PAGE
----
Getting Started with Watercolors

Getting Started with Watercolors
Watercolors can be an awesome medium if you know how to start, and a horrible experience if you do not understand how they work. Here's how to start mastering their use.

First of all, start small. You do not need to go out and purchase the most expensive watercolor set to get started. As you become more comfortable, you may want to invest in graduated levels of paints. I suggest a cheap set of children's watercolors, but buy a different brush. If you spend anywhere, spend on a brush.

Brushes can be more expensive than paint. Michael's Craft Stores often have their brand of paint brushes for short money. You will need a round brush for watercolors. Round brushes hold water, an important feature if you are using what is essentially a dry medium. I like a number 9 round brush to start. It's large enough to make it useful, but small enough not to intimidate a first time user.

Ironically water is the missing ingredient in watercolors. While it is ok to wet the brush and then rub the color onto it, I find that damages the brush. If you decide to go further than a test drive with watercolors, you will want a spray bottle to wet the paints instead of using a brush. The best sprayers I have found are the small travel sizes used for TSA regulations when traveling. They are inexpensive and last a long time.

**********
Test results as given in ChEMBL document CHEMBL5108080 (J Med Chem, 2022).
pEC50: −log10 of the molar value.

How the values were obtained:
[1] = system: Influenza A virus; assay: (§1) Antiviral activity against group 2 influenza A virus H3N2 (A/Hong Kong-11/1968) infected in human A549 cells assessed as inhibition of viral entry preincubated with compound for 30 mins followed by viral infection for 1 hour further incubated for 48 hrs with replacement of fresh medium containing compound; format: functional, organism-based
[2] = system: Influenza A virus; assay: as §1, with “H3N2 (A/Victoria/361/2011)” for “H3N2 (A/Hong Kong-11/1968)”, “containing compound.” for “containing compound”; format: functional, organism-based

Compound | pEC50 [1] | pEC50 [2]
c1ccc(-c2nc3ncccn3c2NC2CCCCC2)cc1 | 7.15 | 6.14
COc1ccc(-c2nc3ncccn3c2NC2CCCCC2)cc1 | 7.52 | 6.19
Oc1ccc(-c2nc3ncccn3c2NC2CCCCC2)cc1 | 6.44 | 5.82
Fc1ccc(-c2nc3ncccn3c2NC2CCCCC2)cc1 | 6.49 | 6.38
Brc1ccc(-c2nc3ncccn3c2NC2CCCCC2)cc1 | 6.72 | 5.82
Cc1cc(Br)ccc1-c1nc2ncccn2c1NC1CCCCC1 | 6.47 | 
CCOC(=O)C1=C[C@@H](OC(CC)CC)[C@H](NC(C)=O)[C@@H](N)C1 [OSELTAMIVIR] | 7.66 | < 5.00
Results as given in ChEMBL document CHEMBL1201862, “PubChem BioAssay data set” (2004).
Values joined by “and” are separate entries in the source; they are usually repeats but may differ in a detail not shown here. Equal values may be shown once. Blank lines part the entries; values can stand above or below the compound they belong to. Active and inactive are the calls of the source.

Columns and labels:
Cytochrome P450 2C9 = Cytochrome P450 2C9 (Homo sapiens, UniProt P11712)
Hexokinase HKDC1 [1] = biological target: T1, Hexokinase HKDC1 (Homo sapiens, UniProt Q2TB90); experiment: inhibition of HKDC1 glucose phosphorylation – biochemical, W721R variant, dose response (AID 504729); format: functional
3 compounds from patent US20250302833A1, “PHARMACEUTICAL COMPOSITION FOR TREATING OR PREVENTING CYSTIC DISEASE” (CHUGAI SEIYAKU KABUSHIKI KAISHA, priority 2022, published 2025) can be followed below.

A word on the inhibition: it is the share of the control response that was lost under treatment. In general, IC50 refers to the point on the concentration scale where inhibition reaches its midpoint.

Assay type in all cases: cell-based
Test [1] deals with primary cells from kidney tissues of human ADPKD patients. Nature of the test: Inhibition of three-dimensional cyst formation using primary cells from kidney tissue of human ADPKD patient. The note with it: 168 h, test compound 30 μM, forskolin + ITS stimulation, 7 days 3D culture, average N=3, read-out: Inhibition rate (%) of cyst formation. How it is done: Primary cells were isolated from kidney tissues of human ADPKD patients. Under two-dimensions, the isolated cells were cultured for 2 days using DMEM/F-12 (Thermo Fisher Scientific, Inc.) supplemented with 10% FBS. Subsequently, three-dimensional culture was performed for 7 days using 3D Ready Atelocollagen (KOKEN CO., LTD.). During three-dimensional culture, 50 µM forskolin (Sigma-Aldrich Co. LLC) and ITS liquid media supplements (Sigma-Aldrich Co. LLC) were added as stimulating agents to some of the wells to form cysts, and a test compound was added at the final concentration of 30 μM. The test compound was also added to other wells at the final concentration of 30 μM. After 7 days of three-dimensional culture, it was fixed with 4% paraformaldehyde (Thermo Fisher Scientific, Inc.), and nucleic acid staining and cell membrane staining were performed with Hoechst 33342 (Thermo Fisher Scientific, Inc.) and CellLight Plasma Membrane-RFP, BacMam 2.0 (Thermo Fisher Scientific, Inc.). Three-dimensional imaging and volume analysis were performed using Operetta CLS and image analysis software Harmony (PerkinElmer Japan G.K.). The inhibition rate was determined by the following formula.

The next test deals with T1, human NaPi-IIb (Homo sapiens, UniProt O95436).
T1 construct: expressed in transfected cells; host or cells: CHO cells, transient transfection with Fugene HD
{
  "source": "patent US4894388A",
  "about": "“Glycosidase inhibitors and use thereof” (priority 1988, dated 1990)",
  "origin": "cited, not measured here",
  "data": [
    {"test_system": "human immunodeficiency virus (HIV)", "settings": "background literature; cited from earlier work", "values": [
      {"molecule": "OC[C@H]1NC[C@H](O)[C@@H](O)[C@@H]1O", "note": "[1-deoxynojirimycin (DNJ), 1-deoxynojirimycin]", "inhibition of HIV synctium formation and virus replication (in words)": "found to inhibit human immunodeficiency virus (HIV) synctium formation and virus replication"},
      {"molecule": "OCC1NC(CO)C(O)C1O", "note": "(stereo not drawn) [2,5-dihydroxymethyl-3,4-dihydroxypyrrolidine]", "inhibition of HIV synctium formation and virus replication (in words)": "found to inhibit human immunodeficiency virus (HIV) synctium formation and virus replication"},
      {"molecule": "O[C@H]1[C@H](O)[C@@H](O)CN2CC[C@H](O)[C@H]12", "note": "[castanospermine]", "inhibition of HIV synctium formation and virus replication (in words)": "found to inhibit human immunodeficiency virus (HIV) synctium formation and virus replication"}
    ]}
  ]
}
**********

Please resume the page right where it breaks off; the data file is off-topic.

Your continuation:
You will also need a jar or other container for water to rinse the brushes out. I like an old bouillon cube jar or small jam jar. Something that can hold about a cup or two of water is ideal. It should be heavy enough so it doesn't tip if you bump it. You may want a dish sponge or paper towel to daub your brush before applying the paint.

The last ingredient in this art soup is paper. Like brushes, you want the best watercolor paper you can afford. Ideally, the paper should be at least 140 lb. and specifically made for watercolors. Again, Michael's Craft Stores and other craft stores sell their brand for a reasonable price. Where paper is concerned, as long as it is made for watercolors it is safe. Regular paper rolls and buckles with the water. Watercolor paper is absorbent and can handle water easily.

Once you've assembled your supplies, it is time to start. The important thing is to experiment and let yourself play with it. I find it best to play first and look for instruction books later. Most watercolor instruction books are aimed at the seasoned painter. I've been using watercolors for five years and have more fun just playing and taking a few online courses here and there.

If you do try watercolors, let me know over at the Painting forum what you thought!

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